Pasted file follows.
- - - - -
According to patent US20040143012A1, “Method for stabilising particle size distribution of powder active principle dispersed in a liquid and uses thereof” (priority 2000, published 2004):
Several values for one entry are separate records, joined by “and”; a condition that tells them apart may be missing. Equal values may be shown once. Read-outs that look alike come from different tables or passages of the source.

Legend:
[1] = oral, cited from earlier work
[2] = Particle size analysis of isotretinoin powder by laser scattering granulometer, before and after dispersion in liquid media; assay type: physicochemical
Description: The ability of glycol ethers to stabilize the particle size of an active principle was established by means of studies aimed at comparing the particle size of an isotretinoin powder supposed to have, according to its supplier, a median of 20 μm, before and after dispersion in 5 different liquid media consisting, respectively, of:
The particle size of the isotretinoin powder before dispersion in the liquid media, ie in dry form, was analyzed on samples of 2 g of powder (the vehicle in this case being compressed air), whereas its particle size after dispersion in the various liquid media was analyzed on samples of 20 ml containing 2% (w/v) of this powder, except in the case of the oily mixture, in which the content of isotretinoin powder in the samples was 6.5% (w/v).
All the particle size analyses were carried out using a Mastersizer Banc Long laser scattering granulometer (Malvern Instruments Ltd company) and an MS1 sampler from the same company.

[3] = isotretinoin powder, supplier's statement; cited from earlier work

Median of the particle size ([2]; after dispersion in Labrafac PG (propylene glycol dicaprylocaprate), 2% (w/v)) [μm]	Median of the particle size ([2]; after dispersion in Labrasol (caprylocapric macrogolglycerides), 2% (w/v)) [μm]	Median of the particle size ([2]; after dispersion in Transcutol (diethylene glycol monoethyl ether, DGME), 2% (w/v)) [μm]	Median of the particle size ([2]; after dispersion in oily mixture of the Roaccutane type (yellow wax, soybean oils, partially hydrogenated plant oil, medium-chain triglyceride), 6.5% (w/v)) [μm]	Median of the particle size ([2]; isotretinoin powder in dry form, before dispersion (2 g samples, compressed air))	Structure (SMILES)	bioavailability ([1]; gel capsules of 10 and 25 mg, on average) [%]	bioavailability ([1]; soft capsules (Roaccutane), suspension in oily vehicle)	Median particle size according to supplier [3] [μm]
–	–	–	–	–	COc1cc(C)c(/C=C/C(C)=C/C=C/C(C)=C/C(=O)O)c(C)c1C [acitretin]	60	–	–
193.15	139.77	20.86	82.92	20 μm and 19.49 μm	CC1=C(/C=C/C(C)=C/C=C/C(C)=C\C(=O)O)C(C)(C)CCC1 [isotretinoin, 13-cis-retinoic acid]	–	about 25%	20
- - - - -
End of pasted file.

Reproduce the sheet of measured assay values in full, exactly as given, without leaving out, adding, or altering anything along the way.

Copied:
According to patent US20040143012A1, “Method for stabilising particle size distribution of powder active principle dispersed in a liquid and uses thereof” (priority 2000, published 2004):
Several values for one entry are separate records, joined by “and”; a condition that tells them apart may be missing. Equal values may be shown once. Read-outs that look alike come from different tables or passages of the source.

Legend:
[1] = oral, cited from earlier work
[2] = Particle size analysis of isotretinoin powder by laser scattering granulometer, before and after dispersion in liquid media; assay type: physicochemical
Description: The ability of glycol ethers to stabilize the particle size of an active principle was established by means of studies aimed at comparing the particle size of an isotretinoin powder supposed to have, according to its supplier, a median of 20 μm, before and after dispersion in 5 different liquid media consisting, respectively, of:
The particle size of the isotretinoin powder before dispersion in the liquid media, ie in dry form, was analyzed on samples of 2 g of powder (the vehicle in this case being compressed air), whereas its particle size after dispersion in the various liquid media was analyzed on samples of 20 ml containing 2% (w/v) of this powder, except in the case of the oily mixture, in which the content of isotretinoin powder in the samples was 6.5% (w/v).
All the particle size analyses were carried out using a Mastersizer Banc Long laser scattering granulometer (Malvern Instruments Ltd company) and an MS1 sampler from the same company.

[3] = isotretinoin powder, supplier's statement; cited from earlier work

Median of the particle size ([2]; after dispersion in Labrafac PG (propylene glycol dicaprylocaprate), 2% (w/v)) [μm]	Median of the particle size ([2]; after dispersion in Labrasol (caprylocapric macrogolglycerides), 2% (w/v)) [μm]	Median of the particle size ([2]; after dispersion in Transcutol (diethylene glycol monoethyl ether, DGME), 2% (w/v)) [μm]	Median of the particle size ([2]; after dispersion in oily mixture of the Roaccutane type (yellow wax, soybean oils, partially hydrogenated plant oil, medium-chain triglyceride), 6.5% (w/v)) [μm]	Median of the particle size ([2]; isotretinoin powder in dry form, before dispersion (2 g samples, compressed air))	Structure (SMILES)	bioavailability ([1]; gel capsules of 10 and 25 mg, on average) [%]	bioavailability ([1]; soft capsules (Roaccutane), suspension in oily vehicle)	Median particle size according to supplier [3] [μm]
–	–	–	–	–	COc1cc(C)c(/C=C/C(C)=C/C=C/C(C)=C/C(=O)O)c(C)c1C [acitretin]	60	–	–
193.15	139.77	20.86	82.92	20 μm and 19.49 μm	CC1=C(/C=C/C(C)=C/C=C/C(C)=C\C(=O)O)C(C)(C)CCC1 [isotretinoin, 13-cis-retinoic acid]	–	about 25%	20